"Kraj" - land, state
If you say it is from Polish "kraj" how can it be jewish than?
Krajewski = Kraj +ew"ski" like other polish surname Majewski=Maj+ew"ski",
1. Common rule of creating polish surnames is that after word ending with "j" is mostly added endling like jewski, jski (less often anowski like Pij-anowski, -ewicz like Majewicz). Ending j+ewski i added more commonly than originally slavic j+ski because is easier to spell.
Ending -ski is 100% slavic you can find it commonly in Poland, Russia, Bulgaria and so on.
2. Word Kraj is 100% slavic. With etymology you said above. Krajać (cut material with scissors), Kroić (cut bread), Kraj/Kraina (country/state = country space cutted/ending by borders on map), sKraj (periferals, endind of lands - like in slavic country name uKRAIne ).
3. It can't be jewish because in Poland Jews were speaking Jiddish - smilar with German language and they mostly had surnames of german/jiddish origin. Also Jews couldnt use any -jewish ending and jewski is not slavisated version of -jewski because calling "jewish" is an english name(!). In Polish jewish i "Żyd-owski" and in Germany Jews were called "Jude".
4. Polonisation of jewish surnames happened at time of WWII when they tried to escape German Nazi Holocaust and german gettos or easier integrate in population under soviet occupation of Poland after WWII. They didnt add polish englind to jewish surnames they just take common polish surname to look more polish without any trace of "jewishness" and easier hide or pass the border.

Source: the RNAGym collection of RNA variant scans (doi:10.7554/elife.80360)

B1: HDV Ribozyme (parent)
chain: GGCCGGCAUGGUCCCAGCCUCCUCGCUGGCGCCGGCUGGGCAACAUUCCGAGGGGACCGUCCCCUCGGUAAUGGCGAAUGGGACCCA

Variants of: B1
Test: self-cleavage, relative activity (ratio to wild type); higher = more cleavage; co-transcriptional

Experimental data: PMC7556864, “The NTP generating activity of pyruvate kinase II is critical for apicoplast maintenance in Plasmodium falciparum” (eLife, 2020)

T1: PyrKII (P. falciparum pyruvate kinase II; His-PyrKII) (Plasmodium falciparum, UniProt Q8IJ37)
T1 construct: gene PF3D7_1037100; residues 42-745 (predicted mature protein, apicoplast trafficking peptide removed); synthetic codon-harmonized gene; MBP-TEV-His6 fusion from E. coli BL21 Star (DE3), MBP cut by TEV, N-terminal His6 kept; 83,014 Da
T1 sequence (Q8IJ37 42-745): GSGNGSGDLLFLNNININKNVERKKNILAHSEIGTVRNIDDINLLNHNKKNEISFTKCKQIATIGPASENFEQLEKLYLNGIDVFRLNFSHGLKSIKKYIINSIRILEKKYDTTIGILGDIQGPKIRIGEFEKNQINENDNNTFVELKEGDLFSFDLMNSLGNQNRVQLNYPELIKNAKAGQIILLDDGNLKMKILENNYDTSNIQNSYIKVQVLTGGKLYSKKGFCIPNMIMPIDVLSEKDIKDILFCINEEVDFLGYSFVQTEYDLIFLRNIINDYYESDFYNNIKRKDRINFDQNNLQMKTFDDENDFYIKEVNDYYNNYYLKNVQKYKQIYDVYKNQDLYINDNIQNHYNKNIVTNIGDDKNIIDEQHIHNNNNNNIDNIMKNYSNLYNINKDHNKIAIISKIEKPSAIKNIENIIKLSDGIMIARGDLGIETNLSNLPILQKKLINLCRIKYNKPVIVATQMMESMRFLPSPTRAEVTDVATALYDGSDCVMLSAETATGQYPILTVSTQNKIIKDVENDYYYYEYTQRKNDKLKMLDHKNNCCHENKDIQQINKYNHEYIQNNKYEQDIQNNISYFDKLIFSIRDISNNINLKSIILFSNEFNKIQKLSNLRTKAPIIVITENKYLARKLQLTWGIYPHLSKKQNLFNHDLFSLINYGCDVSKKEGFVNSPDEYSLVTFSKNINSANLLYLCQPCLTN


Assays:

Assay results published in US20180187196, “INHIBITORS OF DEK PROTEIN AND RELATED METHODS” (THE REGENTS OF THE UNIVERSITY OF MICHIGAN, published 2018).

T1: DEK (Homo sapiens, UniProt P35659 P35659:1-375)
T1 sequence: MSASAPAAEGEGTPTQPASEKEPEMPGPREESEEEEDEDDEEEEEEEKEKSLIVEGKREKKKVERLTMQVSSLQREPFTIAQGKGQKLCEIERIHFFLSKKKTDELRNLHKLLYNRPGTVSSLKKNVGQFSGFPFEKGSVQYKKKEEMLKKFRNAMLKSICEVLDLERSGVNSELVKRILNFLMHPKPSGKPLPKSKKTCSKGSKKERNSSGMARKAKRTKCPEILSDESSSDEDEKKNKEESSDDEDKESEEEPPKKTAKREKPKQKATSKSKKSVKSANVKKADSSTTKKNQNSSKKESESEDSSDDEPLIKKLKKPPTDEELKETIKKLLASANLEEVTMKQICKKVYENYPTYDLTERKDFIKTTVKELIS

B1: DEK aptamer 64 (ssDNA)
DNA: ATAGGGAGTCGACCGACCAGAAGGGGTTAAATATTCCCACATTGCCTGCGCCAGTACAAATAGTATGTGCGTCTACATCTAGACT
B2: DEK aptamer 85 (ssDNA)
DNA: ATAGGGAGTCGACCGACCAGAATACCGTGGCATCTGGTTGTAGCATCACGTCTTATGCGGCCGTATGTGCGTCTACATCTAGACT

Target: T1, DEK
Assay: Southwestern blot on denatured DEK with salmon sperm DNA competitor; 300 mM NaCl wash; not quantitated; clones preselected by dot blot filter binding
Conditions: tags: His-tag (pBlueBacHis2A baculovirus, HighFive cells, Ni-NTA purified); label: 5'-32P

5. Krajewski as Jewland? Nonsens. Maybe all Poles and Slavs are Jews than? Some comming from Chazaria had been converted into judaism and still have slavic blood but lets be serious. ;-)
Another slavic word for cutting but older is Rezać, Rzezać, Rząć, obrzezać(slavic name for jewish traditional cutting of... you know what ;) ), also slavic "rzeźnia" is slaughterhouse. Rezać/Rezat is so old slavic word that is even now used in Romania - former slavic country in ancient times but now nearly 100% romanisated.